Information in quantum computing is conveyed by photons, which are individual particles of light, which also make up other non-visible electromagnetic waves, such as ultraviolet and microwaves. The information transmitted is actually the quantum state of the photon. The quantum state of the photon needs to be transferred to another particle so it will last long enough for the computation to take place.

In this experiment, the researchers beamed microwaves through a manganese carbonate crystal. The magnetic field of the microwaves interacted with the magnetic moments of the electrons that are orbiting around the nuclei of the manganese atoms. The electrons' movements started to change, which in turn altered the movement of the nuclei because they are connected by the hyperfine interaction. The quantum state of the microwave photon was transferred to the nuclei when the nuclei's internal magnets flipped to point in the opposite direction.

This all has to happen very quickly before the quantum state of the photon changes. To transmit the information and flip the nuclei fast enough, there has to be a strong connection between the microwaves and nuclei via the electrons.

"To our knowledge, our experiment is the first demonstration of the strong coupling between microwave photons and nuclear spins", stated Leonid Abdurakhimov, a post-doctoral scholar at OIST and first author of the paper.

Next, the team plans to cool down the system to nearly -273 C, or -500 F, to see if they can strengthen the connection and extend the time information can be stored by minimizing temperature fluctuations.

"We are making the first and important steps towards using an ensemble of nuclear spins for quantum memory", Denis Konstantinov stated. "We now have a whole class of materials that can be used for this purpose. Future experiments promise to be quite exciting."
Source: Okinawa Institute of Science and Technology (OIST) Graduate University

Back to Table of contents

Primeur weekly 2015-07-06

Special

Moving up to an Open Science Commons ...

HPC in the Baltic region ...

Data Access helps its customers get the most out of their HPC investments ...

The importance of being earnest about the long tail of research ...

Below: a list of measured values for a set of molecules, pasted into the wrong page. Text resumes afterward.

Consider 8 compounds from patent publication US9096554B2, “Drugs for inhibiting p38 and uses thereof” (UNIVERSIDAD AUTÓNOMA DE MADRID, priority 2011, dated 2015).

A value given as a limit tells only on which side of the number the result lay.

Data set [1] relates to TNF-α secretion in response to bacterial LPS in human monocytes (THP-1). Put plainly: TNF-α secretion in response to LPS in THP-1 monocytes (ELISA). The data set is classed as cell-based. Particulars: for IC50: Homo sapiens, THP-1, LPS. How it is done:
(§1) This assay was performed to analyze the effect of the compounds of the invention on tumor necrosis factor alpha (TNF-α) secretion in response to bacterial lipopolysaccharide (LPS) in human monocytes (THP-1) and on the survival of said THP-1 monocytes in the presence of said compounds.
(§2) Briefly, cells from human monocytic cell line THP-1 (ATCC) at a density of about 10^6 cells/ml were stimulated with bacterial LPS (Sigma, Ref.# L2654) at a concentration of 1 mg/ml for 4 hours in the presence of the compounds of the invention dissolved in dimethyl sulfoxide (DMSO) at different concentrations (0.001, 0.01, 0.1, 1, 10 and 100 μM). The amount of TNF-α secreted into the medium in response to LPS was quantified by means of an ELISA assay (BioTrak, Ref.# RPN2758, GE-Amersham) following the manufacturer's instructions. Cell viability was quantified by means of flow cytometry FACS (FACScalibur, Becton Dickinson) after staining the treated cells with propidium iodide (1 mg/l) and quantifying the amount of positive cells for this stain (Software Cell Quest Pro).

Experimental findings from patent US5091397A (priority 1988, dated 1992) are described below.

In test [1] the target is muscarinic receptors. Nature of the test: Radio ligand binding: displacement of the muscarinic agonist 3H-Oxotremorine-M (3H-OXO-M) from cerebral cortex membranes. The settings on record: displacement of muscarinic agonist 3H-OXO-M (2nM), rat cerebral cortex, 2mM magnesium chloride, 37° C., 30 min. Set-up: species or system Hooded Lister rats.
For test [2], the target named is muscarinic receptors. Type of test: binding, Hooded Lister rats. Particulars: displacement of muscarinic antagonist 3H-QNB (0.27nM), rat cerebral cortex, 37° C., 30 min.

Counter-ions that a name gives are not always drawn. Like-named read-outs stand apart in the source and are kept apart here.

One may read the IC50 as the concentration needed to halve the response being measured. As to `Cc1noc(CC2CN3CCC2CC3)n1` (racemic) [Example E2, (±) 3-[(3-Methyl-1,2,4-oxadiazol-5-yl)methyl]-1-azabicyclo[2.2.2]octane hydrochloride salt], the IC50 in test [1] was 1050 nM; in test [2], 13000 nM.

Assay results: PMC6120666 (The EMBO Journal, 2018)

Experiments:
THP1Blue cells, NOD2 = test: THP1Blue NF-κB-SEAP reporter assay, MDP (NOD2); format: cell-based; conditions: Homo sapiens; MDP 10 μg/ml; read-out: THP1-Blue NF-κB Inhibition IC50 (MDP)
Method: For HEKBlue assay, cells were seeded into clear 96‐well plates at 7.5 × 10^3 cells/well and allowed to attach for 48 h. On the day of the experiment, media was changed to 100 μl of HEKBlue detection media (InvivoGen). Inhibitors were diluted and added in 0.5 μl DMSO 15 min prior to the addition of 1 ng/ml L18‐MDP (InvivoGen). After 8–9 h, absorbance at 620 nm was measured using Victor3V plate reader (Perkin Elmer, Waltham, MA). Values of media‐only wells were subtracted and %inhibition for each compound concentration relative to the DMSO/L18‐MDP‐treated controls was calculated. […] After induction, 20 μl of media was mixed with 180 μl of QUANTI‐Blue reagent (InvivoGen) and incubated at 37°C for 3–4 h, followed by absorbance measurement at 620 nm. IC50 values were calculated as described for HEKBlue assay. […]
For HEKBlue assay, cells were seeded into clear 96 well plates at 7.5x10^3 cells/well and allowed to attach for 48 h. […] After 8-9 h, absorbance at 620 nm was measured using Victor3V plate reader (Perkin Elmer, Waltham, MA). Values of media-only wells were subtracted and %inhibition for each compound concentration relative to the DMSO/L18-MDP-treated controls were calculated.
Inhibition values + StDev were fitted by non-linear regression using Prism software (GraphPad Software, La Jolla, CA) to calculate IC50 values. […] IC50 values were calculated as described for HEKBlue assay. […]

Comstor to simply the IP management of clusters ...

Arbor Networks to protect organisations against DDoS attacks ...

Open Science perspective highlighted at e-IRG workshop in Riga ...

Focus on Europe

IBM, NVIDIA and Mellanox launch Design Center for Big Data and High Performance Computing ...

Launch event of SuperMUC Phase 2 on June 29, 2015 ...

Bright welcomes PC Link Egypt to its Partner Network ...

Middleware

OpenMP Device Constructs ...

Bright Computing to release Version 7.1 of Bright Cluster Manager at the ISC High Performance 2015 Conference ...

Agenda announced for PBS Works User Group Meeting ...

Hardware

CoolIT Systems reaches 50th patent milestone ...

DDN outlines strategic vision driving rapid adoption of DDN high performance storage technology throughout the enterprise ...

Nallatech 510T FPGA accelerator disrupts the data centre ...

Japan Atomic Energy Agency chooses SGI ICE X for new supercomputer system ...

ADVA Optical Networking unveils all-new Data Center Interconnect solution ...

ADVA Optical Networking launches new NFV demarcation product family ...

T-Systems and ADVA Optical Networking showcase the future of Terabit networking in unique demonstration ...

DDN object storage usage grows to 200+ billion objects; now world's 2nd largest object platform behind Amazon ...

Applications

Blue Waters simulations suggest there are fewer faint galaxies than expected ...

Researcher discovers groundwater modelling breakthrough ...

Internet of Things Turning New York's Lake George Into “World’s Smartest Lake ...

Producing spin-entangled electrons ...

The quantum middle man ...

New method of quantum entanglement packs vastly more data in a photon ...

The Cloud

Computational scientist Peter Coveney keynotes at ISC Cloud & Big Data ...